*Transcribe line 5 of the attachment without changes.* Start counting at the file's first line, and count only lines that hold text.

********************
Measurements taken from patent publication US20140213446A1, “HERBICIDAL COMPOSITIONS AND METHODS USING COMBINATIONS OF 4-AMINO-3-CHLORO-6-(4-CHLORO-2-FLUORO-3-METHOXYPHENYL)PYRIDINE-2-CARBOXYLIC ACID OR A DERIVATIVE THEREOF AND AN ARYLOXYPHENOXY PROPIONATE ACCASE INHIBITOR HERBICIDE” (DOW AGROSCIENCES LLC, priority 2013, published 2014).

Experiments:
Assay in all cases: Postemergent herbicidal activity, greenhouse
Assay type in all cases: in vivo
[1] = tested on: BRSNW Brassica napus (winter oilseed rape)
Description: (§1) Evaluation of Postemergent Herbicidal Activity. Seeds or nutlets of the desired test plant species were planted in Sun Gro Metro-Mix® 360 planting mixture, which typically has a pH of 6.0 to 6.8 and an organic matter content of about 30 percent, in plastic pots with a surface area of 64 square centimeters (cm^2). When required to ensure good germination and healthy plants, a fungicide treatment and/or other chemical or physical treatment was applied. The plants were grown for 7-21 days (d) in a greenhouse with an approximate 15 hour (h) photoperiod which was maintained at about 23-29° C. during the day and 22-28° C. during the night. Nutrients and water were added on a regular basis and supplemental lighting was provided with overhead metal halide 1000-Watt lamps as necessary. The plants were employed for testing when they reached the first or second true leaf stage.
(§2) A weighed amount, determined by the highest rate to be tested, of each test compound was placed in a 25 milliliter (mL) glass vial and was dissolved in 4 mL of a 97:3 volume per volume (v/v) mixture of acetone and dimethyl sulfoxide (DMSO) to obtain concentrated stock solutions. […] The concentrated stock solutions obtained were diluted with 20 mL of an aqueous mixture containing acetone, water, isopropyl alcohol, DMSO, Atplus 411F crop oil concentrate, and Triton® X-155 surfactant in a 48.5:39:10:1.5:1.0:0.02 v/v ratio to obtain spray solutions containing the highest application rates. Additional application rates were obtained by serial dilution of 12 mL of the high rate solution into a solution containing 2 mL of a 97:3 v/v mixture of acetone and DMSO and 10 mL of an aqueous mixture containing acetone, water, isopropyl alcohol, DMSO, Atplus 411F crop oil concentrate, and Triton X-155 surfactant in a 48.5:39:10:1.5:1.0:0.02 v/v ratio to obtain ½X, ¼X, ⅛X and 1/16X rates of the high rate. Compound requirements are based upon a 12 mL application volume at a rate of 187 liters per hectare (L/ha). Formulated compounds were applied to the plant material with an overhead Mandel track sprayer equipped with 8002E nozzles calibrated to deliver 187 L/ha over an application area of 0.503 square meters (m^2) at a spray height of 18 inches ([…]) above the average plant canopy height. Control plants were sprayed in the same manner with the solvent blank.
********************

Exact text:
[1] = tested on: BRSNW Brassica napus (winter oilseed rape)